“Kara, you have to take me. There’s no way that I’ll be able to walk.”

I hoisted Meia onto my back, but she still winced. “It hurts bad,” Meia said, frowning. 

“You’re going to have to deal with it, I’m afraid,” I said. “I’m sorry. The nearest hospital is at mile marker 47, but we’re only at 34. We’ll have to walk around thirteen miles.”

“Just walk, Kara. My leg is killing me.”

I started walking along the highway, but we were going along at a very slow pace. My legs had basically been worn out from running away from the soldier, and I felt like I couldn’t walk even a few steps. 

But I had to.

By the time we’d walked around thirteen more miles, the sun was setting, and the crickets started to chirp.

“We should almost be at the hospital exit,” I mused.  “It has to be around here, somewhere.”

“I see the exit!” Meia said. “It’s right there.” She pointed somewhere to our right. 

“But it’s only trees,” I said. “There’s no exit there.”

“But I see the signpost!” 

I looked at the signpost. “You’re right,” I said, finally seeing the road. But then I realized that there may be a huge problem.

“Meia, the hospital may be deserted, just like the trees overran the road.”

A tear slipped down Meia’s cheek. 

“I just wanted to warn you, just in case there’s no hospital.”

“Okay,” Meia squeaked. “Okay.”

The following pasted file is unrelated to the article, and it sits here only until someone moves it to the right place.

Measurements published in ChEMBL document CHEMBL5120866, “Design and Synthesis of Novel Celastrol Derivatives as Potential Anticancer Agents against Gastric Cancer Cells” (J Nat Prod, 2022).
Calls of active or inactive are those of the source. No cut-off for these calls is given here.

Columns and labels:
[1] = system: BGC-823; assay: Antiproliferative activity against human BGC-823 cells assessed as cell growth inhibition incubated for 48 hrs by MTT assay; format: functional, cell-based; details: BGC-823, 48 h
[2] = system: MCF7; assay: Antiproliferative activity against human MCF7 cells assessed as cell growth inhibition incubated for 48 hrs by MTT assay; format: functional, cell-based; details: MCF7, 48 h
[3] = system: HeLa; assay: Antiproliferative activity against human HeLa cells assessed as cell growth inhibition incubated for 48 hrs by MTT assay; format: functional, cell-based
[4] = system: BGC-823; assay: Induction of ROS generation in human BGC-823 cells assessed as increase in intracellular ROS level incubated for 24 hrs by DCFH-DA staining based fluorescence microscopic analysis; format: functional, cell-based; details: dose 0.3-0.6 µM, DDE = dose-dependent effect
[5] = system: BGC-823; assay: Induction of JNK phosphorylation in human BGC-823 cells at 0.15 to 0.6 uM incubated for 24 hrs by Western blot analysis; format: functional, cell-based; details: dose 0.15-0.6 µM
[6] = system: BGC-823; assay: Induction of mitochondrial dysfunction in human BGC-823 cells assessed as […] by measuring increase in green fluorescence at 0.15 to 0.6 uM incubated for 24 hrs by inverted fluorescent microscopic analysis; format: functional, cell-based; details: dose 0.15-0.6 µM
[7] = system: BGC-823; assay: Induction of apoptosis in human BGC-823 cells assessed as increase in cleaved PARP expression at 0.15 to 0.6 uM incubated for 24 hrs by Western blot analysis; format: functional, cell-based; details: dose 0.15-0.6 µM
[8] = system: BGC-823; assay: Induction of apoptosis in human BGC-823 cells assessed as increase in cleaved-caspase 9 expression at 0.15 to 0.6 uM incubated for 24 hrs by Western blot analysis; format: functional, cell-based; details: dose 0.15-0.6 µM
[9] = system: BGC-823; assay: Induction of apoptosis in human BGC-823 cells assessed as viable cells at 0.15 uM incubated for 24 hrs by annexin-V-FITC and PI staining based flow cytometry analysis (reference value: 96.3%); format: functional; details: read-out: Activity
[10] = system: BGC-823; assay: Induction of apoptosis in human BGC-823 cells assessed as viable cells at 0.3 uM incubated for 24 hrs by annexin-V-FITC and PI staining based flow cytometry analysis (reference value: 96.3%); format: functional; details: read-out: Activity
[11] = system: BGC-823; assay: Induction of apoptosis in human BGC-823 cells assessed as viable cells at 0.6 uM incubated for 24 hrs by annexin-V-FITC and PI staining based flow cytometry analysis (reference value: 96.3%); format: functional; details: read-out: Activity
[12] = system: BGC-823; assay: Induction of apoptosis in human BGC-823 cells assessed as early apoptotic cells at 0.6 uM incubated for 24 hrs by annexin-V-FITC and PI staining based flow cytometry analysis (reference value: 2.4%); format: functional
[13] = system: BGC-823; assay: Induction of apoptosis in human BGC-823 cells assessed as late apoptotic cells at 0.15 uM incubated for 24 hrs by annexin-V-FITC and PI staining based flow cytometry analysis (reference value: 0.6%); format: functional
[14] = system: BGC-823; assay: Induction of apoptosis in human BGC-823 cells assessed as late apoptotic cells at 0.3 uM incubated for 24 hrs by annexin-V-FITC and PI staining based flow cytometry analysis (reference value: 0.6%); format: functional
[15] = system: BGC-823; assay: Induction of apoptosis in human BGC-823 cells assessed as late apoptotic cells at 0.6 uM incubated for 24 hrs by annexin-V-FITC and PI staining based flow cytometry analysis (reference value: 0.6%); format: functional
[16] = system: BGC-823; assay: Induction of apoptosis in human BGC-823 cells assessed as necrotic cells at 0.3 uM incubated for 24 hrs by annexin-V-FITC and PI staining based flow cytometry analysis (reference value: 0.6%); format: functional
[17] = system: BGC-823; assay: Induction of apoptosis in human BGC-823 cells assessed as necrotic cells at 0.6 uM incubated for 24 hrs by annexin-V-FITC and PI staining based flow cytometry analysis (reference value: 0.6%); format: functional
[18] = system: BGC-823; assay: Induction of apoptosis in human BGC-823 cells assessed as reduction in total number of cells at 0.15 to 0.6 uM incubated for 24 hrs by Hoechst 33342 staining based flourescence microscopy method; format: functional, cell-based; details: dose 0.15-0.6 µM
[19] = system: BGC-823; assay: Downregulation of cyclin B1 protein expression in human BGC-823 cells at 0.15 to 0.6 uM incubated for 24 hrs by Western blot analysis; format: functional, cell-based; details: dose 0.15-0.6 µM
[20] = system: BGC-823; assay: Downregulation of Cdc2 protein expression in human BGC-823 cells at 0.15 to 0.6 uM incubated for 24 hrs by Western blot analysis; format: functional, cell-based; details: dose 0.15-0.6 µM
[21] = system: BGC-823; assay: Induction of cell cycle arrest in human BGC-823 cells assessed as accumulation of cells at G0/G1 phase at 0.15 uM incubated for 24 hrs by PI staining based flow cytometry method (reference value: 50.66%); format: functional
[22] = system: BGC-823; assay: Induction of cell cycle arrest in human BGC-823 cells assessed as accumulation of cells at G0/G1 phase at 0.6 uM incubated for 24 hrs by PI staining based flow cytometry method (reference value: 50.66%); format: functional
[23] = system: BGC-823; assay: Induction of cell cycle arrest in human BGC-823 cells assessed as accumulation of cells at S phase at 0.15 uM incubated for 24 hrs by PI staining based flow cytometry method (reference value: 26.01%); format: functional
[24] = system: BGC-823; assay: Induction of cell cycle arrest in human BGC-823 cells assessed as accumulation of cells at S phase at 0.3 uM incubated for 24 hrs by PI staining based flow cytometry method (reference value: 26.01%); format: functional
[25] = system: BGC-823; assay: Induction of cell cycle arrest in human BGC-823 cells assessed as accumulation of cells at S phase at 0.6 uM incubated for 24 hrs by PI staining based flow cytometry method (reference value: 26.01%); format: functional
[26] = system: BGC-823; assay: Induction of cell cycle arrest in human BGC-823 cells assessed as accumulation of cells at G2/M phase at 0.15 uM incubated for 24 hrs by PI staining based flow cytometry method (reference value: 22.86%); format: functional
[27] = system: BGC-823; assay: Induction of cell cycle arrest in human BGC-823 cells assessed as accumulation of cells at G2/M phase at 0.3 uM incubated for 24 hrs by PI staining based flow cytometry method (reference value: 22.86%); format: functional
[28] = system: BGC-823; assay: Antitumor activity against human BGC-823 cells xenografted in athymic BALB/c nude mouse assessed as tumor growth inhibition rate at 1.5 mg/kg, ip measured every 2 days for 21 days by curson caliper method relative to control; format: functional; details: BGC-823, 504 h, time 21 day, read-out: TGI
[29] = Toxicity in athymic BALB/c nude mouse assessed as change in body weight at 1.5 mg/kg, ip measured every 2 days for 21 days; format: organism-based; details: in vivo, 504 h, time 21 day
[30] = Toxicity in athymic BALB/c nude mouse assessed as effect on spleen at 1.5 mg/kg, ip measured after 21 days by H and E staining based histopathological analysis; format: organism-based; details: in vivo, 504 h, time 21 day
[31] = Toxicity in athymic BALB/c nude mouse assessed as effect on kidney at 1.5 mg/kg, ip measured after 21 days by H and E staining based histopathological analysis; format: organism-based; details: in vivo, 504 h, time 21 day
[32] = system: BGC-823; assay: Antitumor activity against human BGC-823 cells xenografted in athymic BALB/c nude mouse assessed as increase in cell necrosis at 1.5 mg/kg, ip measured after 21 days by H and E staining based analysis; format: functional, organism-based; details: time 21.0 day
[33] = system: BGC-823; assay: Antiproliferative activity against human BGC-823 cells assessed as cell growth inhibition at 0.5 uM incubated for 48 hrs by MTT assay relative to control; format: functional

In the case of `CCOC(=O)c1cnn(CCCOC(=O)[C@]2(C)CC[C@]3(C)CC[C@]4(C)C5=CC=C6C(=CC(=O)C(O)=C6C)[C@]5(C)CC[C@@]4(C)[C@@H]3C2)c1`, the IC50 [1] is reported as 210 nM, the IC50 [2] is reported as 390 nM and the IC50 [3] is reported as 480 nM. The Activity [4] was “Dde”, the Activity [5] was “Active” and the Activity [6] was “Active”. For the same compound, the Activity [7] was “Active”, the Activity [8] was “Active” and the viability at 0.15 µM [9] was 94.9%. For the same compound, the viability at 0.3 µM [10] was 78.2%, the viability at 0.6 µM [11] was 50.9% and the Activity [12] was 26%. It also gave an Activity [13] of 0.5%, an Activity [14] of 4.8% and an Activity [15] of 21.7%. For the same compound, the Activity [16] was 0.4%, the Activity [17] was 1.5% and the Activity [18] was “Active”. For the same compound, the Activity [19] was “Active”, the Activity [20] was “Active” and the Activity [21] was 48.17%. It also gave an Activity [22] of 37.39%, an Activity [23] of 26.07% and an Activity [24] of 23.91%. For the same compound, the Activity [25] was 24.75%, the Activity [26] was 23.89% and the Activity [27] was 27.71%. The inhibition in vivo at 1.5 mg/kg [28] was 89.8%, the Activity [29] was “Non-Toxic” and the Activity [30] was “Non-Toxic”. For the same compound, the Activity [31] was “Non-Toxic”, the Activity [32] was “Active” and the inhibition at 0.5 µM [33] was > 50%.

I turned down the road and made my way through the exit. A large red ‘H’ glowed up ahead. “Meia!” I exclaimed happily. “The hospital is still there!”

And even though my legs were screaming, I broke into a run. 

Lots of cars were in the parking lot, and I saw a tired-looking nurse walking out.

I ran up to the nurse. “Please!” I pleaded. “My sister got shot in the leg. Where can I go?”

Even though she was leaving, the nurse immediately snapped back to attention. 

“Come with me,” she said, and led us into the building. “I need a bed for this girl, now!” She said to another nurse.

“Yes, right away,” the other nurse said, and led us down the hall.

I placed Meia onto a clean bed, where the nurse looked at the wound. “It’s pretty bad,” she said. “Who did this to you?” 

“Long story short,” I said, trying not to give away too much. “The police in Zlitovich, which is where I used to live, aren’t happy with us, and one shot my sister.”

The nurse looked at my face with interest. “Are you Kara…”

I cut her short. “Yes. And this is Meia. Please don’t turn us in!” I begged her. “We’re innocent. The government is really messed up. Please!”

“I will help,” she said. “I’m Nurse Rita. And honestly,” she whispered. “The police aren’t that protective and quite rude.”

“Thank you,” I said gratefully. “Is there a doctor who can help my sister?”

“Yes. You can wait in the waiting room while the processes take place.” 

“Thank you, thank you thank you.” I said, and made my way back to Meia’s bed. “You’ll be fine,” I said to her. “Help is on the way.”

I walked to the waiting room, and sat down patiently. 

Not long after, Nurse Rita came into the room with Meia, and turned to me.

“Luckily, she’s absolutely fine and the procedure went well. But the doctor recognized her and called the police. They’re on their way. You have to run.”

I gasped, and as I did so, I heard the blaring of sirens pulling up outside.